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Please Write
Two anthropomorphized dogs with distinct personalities, Winslow and Zippy, navigate the trials of life and loss in their human family through hilarious and heartfelt letter exchanges with "Grandma Vivienne." As their owner's life undergoes upheaval, these four-legged companions provide comfort, humor, and unexpected wisdom, showcasing the transformative power of connection, patience, and unyielding love… from dogs.
This charming epistolary pup novel, Rousuck’s debut, celebrates dogs as family, with an emphasis on their love and idiosyncrasies. The story centers on Winslow, a distinguished purebred Boston terrier, who lives a good life in Baltimore with his owners, Pamela and Frank. Winslow’s organized life is upended when Frank unexpectedly brings home a rescue dog found under a pretzel truck. Winslow types letters to Grandma Vivienne seeking comfort as he endures chases, destroyed toys, and stolen food from this mixed terrier puppy, ultimately named Zippy.

It’s heartwarming and humorous as the “pedagogically exasperated” Winslow shares his dilemma in his own formal style, penning elegant missives that are a “model of decorum”—especially contrasted with Zippy’s occasional stabs at writing, which read like “BBATHHHHHHHHH!@#$”. Grandma Vivienne, a human friend of Pamela’s mother, initiates letters to Zippy to help her learn the ropes of her new life. In turn, Winslow strives to teach Zippy how to type letters to Grandma Vivienne, and the first attempts are hysterically funny yet touching. The story is set in 1990, so the pen pals use typewriters. Readers who smile at the thought of paws striking the keys of such old-school tech will be onboard from the first missive.

Vivienne’s guidance to Zippy includes ways to get into Winslow’s good graces such as: “Keep in mind that he is a very formal dog (after all, as a Boston Terrier, he always wears a tuxedo).” Each writer has their own unique fonts and distinctive personalities in the letters which include some of Vivienne’s drawings. We witness the taste tests of Vivienne’s treats and Pamela’s mother’s triumph of publishing a cookbook. Along the way we see Frank’s struggle to attend sponsor meetings and other marital catastrophes. Through the dog’s eyes and their letters, we see their world filled with joys and sorrows, and gain a better understanding of humans and dogs’ need for each other.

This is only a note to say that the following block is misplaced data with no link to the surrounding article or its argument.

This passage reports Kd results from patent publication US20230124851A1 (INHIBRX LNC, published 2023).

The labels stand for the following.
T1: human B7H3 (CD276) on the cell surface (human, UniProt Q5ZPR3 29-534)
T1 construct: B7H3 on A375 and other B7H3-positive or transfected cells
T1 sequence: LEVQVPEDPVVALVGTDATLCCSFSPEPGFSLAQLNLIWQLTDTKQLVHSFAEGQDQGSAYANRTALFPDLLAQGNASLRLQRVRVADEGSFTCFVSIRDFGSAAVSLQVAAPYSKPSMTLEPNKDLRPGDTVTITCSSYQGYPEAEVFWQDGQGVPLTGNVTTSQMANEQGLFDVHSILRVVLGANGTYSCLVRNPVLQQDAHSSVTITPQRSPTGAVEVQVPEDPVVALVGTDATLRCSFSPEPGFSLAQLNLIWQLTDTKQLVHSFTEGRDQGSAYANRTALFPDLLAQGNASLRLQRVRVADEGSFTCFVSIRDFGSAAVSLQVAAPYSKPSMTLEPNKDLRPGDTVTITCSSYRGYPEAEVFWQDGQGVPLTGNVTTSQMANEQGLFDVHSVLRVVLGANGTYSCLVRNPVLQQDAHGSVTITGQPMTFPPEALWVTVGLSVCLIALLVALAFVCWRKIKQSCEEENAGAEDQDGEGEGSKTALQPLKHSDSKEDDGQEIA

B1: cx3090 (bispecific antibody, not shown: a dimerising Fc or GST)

Takeaway: Sweet, hilarious novel of dogs as pen pals, told in their surprising letters.

Comparable Titles: Ann M. Martin’s A Dog’s Life, W. Bruce Cameron’s A Dog’s Purpose.

Production grades
Cover: A
Design and typography: A
Illustrations: A
Editing: A
Marketing copy: A

Midwest Book Review

Please Write is a novel that uses letters to build its characters. It opens with a letter by Winslow that tells his grandmother about the unwelcome addition of a puppy to the previously one-dog household of Winslow, wife Pamela, and husband Frank.  Grandma Vivienne responds with a letter back ... to the new family member she has named Zippy, for its proclivity for dashing around the house. As Winslow's life with Zippy evolves, readers receive a warm story that reaches out to embrace not only a lost dog's new home, but a family that needs him—whether they know it or not… J. Wynn Rousuck's unusual letter-writing approach to following this family's evolution lends a personal touch that pairs observation with insights on different forms of therapy and recovery. It gives a tone of revelation to family connections which come to life under different forms of examination. The result is a novel that will appeal to libraries and readers interested in stories that cultivate unusual approaches to family dynamics. Please Write represents a different spin on these relationships, moving through life changes with the call and response of animal and human observers who prove to be unexpected major players in a family's many important changes.”

—Midwest Book Review (Senior Reviewer Diane Donovan)